A perq of dining at Kafe Kabul is that patrons have access to Rat’s highly regarded wine list. Among the featured by-the-glass choices are Rat’s private label “Artist Series” Sonoma Chardonnay and Opus One, the coveted California meritage, at $32 for a half-pour and $55 a glass (check for availability).


I was pleased to discover that the venerable Lahiere’s in downtown Princeton can provide a most satisfying small plates dinner. I accomplished this by (a) requesting to be seated at a table in restaurant’s cozy, brick-walled barroom and (b) composing a meal strictly from the appetizers section. Next year the restaurant will celebrate its 90th anniversary — an amazing feat. Heading up the kitchen these days is Paul Robinson, a graduate of the Culinary Institute of America who had been Lahiere’s sous chef for more than 12 years. His wife, Jennifer, is pastry chef.

Robinson has dotted the list of classic appetizers such as oysters mignonette and Caesar salad with contemporary American fusion choices, and does a darn good job. His sliced, seared yellowfin tuna with wakame (seaweed) salad and smears of wasabi was among the best dishes of my entire tapas quest. Not far behind was a generous serving of risotto with roasted duck, sun-dried cranberries, toasted goat cheese, and cremini mushrooms, a bargain at $14. Seared Hudson Valley foie gras with a liberal coating of cracked peppercorns was superb, although I found the pool of apple-leek puree it rested on too reminiscent of baby food applesauce.

Lahiere’s has always been known for its wine cellar, which leans heavily toward Europe and which contains bottles priced up into the stratosphere. But here’s a best kept secret: its by-the-glass pours are a full seven ounces, which makes the 10 good choices therein exceptional bargains. Among my favorites are Charles de Fere reserve non-vintage bubbly at $6.75; Joseph Drouhin white burgundy, $7.50; and Estancia cab from Paso Robles, $9.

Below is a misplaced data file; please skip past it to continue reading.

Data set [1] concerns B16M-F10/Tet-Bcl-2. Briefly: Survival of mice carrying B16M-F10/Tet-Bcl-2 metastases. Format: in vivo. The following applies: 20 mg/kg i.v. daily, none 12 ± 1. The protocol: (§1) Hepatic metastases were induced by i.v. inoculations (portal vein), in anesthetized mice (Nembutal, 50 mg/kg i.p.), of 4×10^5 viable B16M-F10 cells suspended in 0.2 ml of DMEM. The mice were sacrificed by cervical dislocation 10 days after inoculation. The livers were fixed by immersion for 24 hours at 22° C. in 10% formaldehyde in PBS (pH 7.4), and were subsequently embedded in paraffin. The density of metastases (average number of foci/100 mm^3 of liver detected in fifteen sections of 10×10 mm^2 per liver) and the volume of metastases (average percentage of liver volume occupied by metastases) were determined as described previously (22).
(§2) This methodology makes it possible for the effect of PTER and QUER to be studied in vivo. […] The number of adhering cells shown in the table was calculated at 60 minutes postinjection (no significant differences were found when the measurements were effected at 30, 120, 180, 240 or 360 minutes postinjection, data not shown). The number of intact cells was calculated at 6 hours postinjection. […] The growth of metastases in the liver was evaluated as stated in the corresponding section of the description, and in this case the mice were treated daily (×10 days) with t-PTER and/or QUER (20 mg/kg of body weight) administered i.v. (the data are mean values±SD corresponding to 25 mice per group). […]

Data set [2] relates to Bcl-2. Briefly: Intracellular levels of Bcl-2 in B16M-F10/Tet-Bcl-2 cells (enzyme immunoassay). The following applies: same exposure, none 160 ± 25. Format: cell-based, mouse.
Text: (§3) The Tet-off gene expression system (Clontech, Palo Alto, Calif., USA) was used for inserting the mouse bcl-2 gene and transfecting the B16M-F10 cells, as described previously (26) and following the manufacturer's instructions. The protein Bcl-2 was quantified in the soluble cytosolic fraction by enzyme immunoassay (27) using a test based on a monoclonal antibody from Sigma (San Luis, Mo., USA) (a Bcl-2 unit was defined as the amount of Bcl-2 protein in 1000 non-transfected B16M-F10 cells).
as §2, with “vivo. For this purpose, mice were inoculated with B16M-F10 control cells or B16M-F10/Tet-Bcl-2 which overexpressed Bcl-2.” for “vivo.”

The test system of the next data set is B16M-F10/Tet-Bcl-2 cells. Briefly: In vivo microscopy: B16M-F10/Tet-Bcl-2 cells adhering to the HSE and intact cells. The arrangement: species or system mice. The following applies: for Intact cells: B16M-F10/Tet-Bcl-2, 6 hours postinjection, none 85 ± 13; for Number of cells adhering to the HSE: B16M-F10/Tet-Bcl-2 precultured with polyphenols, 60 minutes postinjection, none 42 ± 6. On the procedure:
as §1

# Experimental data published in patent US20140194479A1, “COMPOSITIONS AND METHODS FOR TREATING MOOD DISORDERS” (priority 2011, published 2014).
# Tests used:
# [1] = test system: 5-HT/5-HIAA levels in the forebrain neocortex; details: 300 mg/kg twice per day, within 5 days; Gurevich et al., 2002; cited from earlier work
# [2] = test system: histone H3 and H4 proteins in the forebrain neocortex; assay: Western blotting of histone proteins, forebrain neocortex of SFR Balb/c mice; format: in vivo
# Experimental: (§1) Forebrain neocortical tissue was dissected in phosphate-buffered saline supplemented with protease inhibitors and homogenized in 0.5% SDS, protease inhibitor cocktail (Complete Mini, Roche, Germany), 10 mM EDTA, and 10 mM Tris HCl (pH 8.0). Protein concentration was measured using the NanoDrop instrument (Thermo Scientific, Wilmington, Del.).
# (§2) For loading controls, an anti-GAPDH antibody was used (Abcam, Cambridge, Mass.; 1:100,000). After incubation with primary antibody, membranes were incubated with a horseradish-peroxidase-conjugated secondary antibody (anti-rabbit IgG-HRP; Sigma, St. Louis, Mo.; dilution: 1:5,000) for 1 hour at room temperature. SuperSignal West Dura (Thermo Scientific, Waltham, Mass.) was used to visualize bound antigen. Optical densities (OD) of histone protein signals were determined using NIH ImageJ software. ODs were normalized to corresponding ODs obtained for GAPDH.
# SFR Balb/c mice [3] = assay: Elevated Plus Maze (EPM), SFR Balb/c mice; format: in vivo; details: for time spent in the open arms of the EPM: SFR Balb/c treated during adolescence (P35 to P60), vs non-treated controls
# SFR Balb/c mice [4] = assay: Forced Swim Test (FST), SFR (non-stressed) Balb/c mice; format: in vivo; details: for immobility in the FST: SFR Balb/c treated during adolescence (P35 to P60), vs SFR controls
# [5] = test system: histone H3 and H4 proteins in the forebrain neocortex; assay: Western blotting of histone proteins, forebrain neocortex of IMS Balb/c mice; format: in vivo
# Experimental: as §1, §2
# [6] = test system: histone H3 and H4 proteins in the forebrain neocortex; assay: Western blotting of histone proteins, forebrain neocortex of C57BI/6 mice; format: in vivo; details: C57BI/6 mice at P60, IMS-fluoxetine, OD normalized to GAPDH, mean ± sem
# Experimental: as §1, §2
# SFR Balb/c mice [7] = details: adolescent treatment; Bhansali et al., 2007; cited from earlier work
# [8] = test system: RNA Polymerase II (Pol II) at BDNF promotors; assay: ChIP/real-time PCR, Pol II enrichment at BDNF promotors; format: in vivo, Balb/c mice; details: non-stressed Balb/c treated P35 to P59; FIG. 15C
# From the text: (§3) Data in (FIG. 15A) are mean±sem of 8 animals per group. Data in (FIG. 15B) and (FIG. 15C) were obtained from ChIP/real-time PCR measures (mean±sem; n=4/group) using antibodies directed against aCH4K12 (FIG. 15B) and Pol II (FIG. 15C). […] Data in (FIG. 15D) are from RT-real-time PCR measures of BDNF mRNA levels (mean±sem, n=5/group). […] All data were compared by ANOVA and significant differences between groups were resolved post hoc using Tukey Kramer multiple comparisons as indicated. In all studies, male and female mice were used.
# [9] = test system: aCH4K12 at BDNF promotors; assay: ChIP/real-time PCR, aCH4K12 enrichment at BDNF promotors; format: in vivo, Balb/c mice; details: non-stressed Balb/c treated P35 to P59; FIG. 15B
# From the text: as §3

The Yardley Inn

The ambiance at Lahiere’s is, of course, more Brooks Brothers than lounge lizard. So it is, too, at the historic Yardley Inn in Bucks County, just across the Delaware River from Trenton. In fact, two major floods from that river necessitated some major renovations, so the inn’s collection of pretty rooms has received a welcome updating that bring them stylishly into the 21st century while respecting the inn’s heritage. I particularly like the roomy, comfortable armchairs and the tabletops of inlaid mosaics in shades of brown. The river views from the sunny porch remain a powerful draw.